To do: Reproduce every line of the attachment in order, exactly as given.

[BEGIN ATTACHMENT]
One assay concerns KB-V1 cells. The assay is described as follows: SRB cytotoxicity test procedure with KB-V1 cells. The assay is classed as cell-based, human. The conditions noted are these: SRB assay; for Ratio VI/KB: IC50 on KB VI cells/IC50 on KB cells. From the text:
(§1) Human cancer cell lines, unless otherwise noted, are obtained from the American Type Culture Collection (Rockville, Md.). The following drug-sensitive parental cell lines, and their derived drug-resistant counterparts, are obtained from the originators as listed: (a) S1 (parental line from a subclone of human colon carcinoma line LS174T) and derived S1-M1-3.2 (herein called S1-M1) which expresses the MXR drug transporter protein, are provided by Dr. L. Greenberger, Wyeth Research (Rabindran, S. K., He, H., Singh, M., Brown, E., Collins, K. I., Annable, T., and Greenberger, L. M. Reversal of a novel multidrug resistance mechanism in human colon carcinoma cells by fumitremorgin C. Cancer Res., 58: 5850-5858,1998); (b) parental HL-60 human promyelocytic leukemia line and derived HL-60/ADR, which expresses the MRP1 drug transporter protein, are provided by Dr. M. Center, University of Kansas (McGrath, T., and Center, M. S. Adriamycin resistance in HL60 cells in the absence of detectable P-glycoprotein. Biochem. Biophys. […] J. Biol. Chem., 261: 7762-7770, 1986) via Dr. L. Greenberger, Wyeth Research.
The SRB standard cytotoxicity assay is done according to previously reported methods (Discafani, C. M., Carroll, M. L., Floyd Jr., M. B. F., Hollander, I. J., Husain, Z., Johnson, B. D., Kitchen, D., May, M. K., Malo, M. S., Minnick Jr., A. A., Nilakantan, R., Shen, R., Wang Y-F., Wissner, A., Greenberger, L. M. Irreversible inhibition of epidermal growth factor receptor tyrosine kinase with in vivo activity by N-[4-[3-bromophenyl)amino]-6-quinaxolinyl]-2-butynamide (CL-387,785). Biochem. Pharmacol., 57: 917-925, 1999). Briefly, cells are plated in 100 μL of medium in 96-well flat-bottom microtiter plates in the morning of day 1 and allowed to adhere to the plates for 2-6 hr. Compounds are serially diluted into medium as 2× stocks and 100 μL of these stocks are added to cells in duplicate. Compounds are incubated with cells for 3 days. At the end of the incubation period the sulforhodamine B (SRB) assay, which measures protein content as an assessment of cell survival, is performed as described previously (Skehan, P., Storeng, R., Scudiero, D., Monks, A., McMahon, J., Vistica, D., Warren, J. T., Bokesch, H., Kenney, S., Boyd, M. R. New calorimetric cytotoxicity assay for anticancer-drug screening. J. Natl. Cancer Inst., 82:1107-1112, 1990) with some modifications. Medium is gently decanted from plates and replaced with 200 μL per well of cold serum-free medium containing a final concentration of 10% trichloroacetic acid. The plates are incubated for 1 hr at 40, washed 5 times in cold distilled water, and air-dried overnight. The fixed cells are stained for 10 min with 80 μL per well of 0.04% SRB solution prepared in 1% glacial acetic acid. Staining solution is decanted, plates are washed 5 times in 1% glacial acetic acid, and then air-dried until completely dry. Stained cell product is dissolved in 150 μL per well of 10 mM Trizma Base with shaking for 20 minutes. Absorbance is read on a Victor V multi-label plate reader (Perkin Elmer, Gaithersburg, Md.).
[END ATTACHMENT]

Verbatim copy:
One assay concerns KB-V1 cells. The assay is described as follows: SRB cytotoxicity test procedure with KB-V1 cells. The assay is classed as cell-based, human. The conditions noted are these: SRB assay; for Ratio VI/KB: IC50 on KB VI cells/IC50 on KB cells. From the text:
(§1) Human cancer cell lines, unless otherwise noted, are obtained from the American Type Culture Collection (Rockville, Md.). The following drug-sensitive parental cell lines, and their derived drug-resistant counterparts, are obtained from the originators as listed: (a) S1 (parental line from a subclone of human colon carcinoma line LS174T) and derived S1-M1-3.2 (herein called S1-M1) which expresses the MXR drug transporter protein, are provided by Dr. L. Greenberger, Wyeth Research (Rabindran, S. K., He, H., Singh, M., Brown, E., Collins, K. I., Annable, T., and Greenberger, L. M. Reversal of a novel multidrug resistance mechanism in human colon carcinoma cells by fumitremorgin C. Cancer Res., 58: 5850-5858,1998); (b) parental HL-60 human promyelocytic leukemia line and derived HL-60/ADR, which expresses the MRP1 drug transporter protein, are provided by Dr. M. Center, University of Kansas (McGrath, T., and Center, M. S. Adriamycin resistance in HL60 cells in the absence of detectable P-glycoprotein. Biochem. Biophys. […] J. Biol. Chem., 261: 7762-7770, 1986) via Dr. L. Greenberger, Wyeth Research.
The SRB standard cytotoxicity assay is done according to previously reported methods (Discafani, C. M., Carroll, M. L., Floyd Jr., M. B. F., Hollander, I. J., Husain, Z., Johnson, B. D., Kitchen, D., May, M. K., Malo, M. S., Minnick Jr., A. A., Nilakantan, R., Shen, R., Wang Y-F., Wissner, A., Greenberger, L. M. Irreversible inhibition of epidermal growth factor receptor tyrosine kinase with in vivo activity by N-[4-[3-bromophenyl)amino]-6-quinaxolinyl]-2-butynamide (CL-387,785). Biochem. Pharmacol., 57: 917-925, 1999). Briefly, cells are plated in 100 μL of medium in 96-well flat-bottom microtiter plates in the morning of day 1 and allowed to adhere to the plates for 2-6 hr. Compounds are serially diluted into medium as 2× stocks and 100 μL of these stocks are added to cells in duplicate. Compounds are incubated with cells for 3 days. At the end of the incubation period the sulforhodamine B (SRB) assay, which measures protein content as an assessment of cell survival, is performed as described previously (Skehan, P., Storeng, R., Scudiero, D., Monks, A., McMahon, J., Vistica, D., Warren, J. T., Bokesch, H., Kenney, S., Boyd, M. R. New calorimetric cytotoxicity assay for anticancer-drug screening. J. Natl. Cancer Inst., 82:1107-1112, 1990) with some modifications. Medium is gently decanted from plates and replaced with 200 μL per well of cold serum-free medium containing a final concentration of 10% trichloroacetic acid. The plates are incubated for 1 hr at 40, washed 5 times in cold distilled water, and air-dried overnight. The fixed cells are stained for 10 min with 80 μL per well of 0.04% SRB solution prepared in 1% glacial acetic acid. Staining solution is decanted, plates are washed 5 times in 1% glacial acetic acid, and then air-dried until completely dry. Stained cell product is dissolved in 150 μL per well of 10 mM Trizma Base with shaking for 20 minutes. Absorbance is read on a Victor V multi-label plate reader (Perkin Elmer, Gaithersburg, Md.).